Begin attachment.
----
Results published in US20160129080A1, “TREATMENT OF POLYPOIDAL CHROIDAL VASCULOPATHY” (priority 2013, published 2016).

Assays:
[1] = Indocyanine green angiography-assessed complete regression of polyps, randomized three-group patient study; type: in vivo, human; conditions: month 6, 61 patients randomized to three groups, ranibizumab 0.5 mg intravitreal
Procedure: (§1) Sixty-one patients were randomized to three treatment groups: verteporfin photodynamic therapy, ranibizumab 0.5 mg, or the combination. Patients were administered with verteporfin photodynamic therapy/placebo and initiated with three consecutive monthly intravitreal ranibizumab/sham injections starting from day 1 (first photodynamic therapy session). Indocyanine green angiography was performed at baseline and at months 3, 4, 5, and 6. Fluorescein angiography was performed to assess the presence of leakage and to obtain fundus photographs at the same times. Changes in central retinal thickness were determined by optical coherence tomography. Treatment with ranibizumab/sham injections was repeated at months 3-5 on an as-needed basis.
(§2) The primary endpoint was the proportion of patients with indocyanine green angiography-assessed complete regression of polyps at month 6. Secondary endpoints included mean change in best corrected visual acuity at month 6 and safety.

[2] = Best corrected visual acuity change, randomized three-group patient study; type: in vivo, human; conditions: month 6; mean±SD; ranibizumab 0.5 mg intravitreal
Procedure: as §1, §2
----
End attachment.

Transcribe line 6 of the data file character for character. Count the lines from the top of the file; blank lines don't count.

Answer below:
[2] = Best corrected visual acuity change, randomized three-group patient study; type: in vivo, human; conditions: month 6; mean±SD; ranibizumab 0.5 mg intravitreal